Vision First finds it unacceptable that delays by the Immigration Departments in opening non-refoulement claims might compel new asylum seekers to risky behaviour, if not criminal activity, to secure food and shelter. As an example, we report the case of Jenny (not her real name), a woman made vulnerable to sexual exploitation by the long wait she is enduring to access welfare services.
Jenny’s first trip outside her country was a long flight to Guangzhou where she was promised an attractive job in a garment factory. Jenny was experienced. She had supervised a team of seamstresses in a textile factory in her country. However, when the sweet promises of a local ‘employment agent’ allured her to a higher salary in China, she accepted.
The agent arranged Jenny’s passport and promised her parents a cash gift when their daughter arrived in China, as a token of the remittances she would soon be sending back to improve their lives. With so many clothes labelled with “Made in China”, it wasn’t hard for the 24 year-old to believe that a rewarding job in a modern factory awaited her.
The agent accompanied Jenny on the flight to Guangzhou and then to Fuzhou where she met with Chinese counterparts who paid her 70,000 RMB for the ‘new hire’. It wasn’t long before Jenny discovered there was no factory, no job and no salary. Instead, there was an older Chinese man who would take Jenny as his ‘wife’ for three months in sexual slavery. Jenny had been duped and trafficked. Today she fights back tears explaining that other women were given to several ‘husbands’.
In April 2016 the traffickers arranged her travel to Hong Kong to renew her China visa. The handlers held her passport, but apparently failed to control her day and night, thus providing Jenny an opportunity to escape. Jenny finally confided in a stranger who turned out to be a member of the Refugee Union. Jenny then sought asylum in Hong Kong. Traffickers are known to kidnap and torture escapees who naively return home where police protection is unavailable.
It’s been four months since Jenny applied with the Immigration Department and still her Unified Screen Mechanism (USM) claim has not been duly opened. As of consequence, despite being issued with an Immigration Recognizance Form, Jenny has been unable to access support from the Social Welfare Department. Her name is allegedly not on the computer database that SWD officers check to establish eligibility for assistance.
Jenny explained to Vision First that Immigration officers seemingly delay opening her asylum bid because an interpreter cannot be found. She is not alone in lamenting what we argue is a blatant protection failure. It is indeed hard to accept that for Jenny, and others known to Vision First, Immigration officers maintain there are no French interpreters available. There are over 80,000 French nationals in Hong Kong. Surely a number of them must be seeking a living as registered interpreters.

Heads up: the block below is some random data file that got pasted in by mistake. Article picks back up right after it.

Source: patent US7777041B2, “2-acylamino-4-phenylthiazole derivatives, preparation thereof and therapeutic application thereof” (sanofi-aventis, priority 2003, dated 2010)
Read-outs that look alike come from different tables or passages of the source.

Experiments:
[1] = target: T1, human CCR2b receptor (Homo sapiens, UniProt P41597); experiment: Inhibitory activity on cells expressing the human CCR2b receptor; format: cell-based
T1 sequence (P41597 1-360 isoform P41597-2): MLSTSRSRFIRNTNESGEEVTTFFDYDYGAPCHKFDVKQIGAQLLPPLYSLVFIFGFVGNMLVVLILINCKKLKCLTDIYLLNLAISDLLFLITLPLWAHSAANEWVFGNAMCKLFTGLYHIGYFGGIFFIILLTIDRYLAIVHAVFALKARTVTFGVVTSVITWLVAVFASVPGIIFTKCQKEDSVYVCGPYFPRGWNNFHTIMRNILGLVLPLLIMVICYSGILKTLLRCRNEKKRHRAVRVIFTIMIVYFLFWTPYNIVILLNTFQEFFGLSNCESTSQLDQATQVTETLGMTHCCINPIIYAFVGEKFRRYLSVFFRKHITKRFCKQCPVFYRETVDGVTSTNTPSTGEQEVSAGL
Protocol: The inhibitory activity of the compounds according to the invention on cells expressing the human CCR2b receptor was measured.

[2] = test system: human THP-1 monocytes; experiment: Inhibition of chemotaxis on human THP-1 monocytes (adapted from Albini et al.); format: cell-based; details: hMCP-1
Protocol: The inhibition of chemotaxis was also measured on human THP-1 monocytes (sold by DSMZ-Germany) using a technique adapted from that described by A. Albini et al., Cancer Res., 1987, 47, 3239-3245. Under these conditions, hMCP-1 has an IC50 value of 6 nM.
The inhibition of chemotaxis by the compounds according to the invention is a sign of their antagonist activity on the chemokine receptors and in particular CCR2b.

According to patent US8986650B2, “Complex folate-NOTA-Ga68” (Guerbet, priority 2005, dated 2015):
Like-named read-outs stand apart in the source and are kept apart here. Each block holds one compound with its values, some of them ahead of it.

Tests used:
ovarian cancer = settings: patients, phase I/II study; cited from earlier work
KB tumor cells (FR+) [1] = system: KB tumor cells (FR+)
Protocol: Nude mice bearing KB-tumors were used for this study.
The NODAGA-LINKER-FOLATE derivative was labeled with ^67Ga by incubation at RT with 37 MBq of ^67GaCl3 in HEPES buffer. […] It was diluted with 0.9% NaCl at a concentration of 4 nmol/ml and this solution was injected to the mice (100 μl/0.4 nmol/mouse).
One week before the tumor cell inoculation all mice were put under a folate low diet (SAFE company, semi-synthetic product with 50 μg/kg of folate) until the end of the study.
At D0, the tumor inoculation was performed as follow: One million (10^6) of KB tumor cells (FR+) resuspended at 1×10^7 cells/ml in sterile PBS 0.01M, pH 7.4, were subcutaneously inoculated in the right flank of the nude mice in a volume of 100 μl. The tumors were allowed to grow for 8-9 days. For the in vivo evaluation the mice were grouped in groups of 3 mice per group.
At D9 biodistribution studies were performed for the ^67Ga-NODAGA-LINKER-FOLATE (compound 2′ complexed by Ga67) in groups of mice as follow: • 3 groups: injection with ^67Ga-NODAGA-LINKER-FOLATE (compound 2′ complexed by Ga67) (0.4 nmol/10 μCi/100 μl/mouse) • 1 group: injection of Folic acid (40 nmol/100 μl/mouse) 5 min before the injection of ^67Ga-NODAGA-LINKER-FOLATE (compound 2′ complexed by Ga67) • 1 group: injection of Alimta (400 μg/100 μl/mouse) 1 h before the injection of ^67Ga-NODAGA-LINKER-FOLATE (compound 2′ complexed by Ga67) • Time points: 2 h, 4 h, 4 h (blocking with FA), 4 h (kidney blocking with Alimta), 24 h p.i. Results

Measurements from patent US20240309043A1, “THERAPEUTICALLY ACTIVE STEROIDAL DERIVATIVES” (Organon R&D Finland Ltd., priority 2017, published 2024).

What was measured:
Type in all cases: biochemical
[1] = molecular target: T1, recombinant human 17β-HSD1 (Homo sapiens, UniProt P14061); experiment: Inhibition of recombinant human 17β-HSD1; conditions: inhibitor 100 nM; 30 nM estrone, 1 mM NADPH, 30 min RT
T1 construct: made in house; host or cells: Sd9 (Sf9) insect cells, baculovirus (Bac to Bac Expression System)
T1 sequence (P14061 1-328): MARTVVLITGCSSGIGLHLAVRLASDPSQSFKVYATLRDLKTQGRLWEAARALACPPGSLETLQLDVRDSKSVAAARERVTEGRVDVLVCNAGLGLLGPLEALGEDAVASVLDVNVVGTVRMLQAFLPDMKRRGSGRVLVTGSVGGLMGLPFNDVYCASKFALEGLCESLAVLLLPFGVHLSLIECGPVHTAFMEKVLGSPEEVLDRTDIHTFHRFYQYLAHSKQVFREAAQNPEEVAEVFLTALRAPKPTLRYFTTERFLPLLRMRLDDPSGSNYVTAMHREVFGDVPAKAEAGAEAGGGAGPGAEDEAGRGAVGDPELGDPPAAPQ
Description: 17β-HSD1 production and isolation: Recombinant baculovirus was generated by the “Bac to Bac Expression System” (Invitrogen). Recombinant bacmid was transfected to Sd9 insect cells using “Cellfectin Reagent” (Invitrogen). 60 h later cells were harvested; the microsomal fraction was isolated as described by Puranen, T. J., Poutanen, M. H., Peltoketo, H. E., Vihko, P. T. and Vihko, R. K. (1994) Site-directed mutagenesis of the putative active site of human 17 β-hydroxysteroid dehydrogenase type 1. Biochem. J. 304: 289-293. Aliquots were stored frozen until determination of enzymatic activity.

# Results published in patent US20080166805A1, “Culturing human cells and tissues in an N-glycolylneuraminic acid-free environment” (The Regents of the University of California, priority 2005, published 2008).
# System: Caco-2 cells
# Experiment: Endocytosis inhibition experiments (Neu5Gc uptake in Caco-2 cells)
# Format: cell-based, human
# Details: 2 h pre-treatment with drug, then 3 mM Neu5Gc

Protection fails when the Immigration Department’s inability to promptly provide interpretation causes Jenny, a victim of trafficking for sexual exploitation, to live on the streets, where she begs for food and shelter. Her vulnerability is further augmented by her feeling compelled to engage in the very behaviour she fled to seek protection in Hong Kong in the first place!
It is regrettable that Jenny is in crowded company in this “life-before-asylum crisis” because the Immigration Department postpones the opening of new asylum claims, presumably hoping that claimants will just give up and leave?
In addition, Vision First is troubled by a second crisis directly connected to this one, namely the frequent rejection of applications before asylum seekers are offered a chance to obtain free legal advice, as required by law. The following reason is often given to would-be asylum seekers whose bid is rejected: “Your written signification does not give a general indication of your reasons for claiming non-refoulement protection in Hong Kong, being reasons that relate to an act falling within the meaning of torture, BOR3 and/or persecution risk.”
One should be reminded that Hon. Judge Saunders argued in the FB Judgment that: “It is only sensible that the (Immigration) Department should take a broad and liberal view of statements of risk or danger upon return to their country of origin, made by any person who does not have the right of abode in Hong Kong. To insist upon a particular formula being expressed by a person would be contrary to the high degree of fairness required by Prabakar, and would be tantamount to sitting back and putting the person concerned to strict proof of the claim.” (HCAL 51/2007)
There are “no magic words” to be use by claimants seeking asylum. No special words are necessary in the first letter that triggers Hong Kong Government’s international obligation towards refugees.
However, we cannot but question the Immigration Department’s treatment of vulnerable asylum seekers who are denied timely protection, and thus vital welfare, despite being in an obvious state of destitution – their risky behaviour being proof of such immiserating conditions.
The law is not always right, but the magic words argument is clear, and in these cases it appears to be blatantly violated.